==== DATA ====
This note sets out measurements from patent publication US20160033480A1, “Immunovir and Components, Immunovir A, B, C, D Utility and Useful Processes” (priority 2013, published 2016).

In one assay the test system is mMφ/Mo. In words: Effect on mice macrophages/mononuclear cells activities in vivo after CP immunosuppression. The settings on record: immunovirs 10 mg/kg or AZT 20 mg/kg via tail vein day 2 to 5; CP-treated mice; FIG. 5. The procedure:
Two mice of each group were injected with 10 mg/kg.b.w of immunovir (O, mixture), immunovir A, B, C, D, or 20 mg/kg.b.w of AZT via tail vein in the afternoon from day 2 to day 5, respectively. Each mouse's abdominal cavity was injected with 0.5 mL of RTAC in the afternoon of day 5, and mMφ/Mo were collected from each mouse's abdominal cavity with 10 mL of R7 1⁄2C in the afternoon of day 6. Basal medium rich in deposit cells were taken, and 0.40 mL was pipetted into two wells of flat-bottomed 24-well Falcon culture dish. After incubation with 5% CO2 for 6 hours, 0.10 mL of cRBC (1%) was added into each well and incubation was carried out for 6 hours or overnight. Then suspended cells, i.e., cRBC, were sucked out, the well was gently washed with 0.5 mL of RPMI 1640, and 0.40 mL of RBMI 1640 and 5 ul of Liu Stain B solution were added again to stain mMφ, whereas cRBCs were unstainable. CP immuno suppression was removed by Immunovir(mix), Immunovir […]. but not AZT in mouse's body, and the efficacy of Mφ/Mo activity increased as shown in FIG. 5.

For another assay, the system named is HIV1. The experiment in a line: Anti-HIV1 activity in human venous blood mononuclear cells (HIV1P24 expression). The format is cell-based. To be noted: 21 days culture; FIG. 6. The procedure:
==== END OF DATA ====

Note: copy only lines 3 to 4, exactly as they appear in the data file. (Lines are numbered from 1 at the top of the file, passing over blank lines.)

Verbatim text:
Two mice of each group were injected with 10 mg/kg.b.w of immunovir (O, mixture), immunovir A, B, C, D, or 20 mg/kg.b.w of AZT via tail vein in the afternoon from day 2 to day 5, respectively. Each mouse's abdominal cavity was injected with 0.5 mL of RTAC in the afternoon of day 5, and mMφ/Mo were collected from each mouse's abdominal cavity with 10 mL of R7 1⁄2C in the afternoon of day 6. Basal medium rich in deposit cells were taken, and 0.40 mL was pipetted into two wells of flat-bottomed 24-well Falcon culture dish. After incubation with 5% CO2 for 6 hours, 0.10 mL of cRBC (1%) was added into each well and incubation was carried out for 6 hours or overnight. Then suspended cells, i.e., cRBC, were sucked out, the well was gently washed with 0.5 mL of RPMI 1640, and 0.40 mL of RBMI 1640 and 5 ul of Liu Stain B solution were added again to stain mMφ, whereas cRBCs were unstainable. CP immuno suppression was removed by Immunovir(mix), Immunovir […]. but not AZT in mouse's body, and the efficacy of Mφ/Mo activity increased as shown in FIG. 5.

For another assay, the system named is HIV1. The experiment in a line: Anti-HIV1 activity in human venous blood mononuclear cells (HIV1P24 expression). The format is cell-based. To be noted: 21 days culture; FIG. 6. The procedure: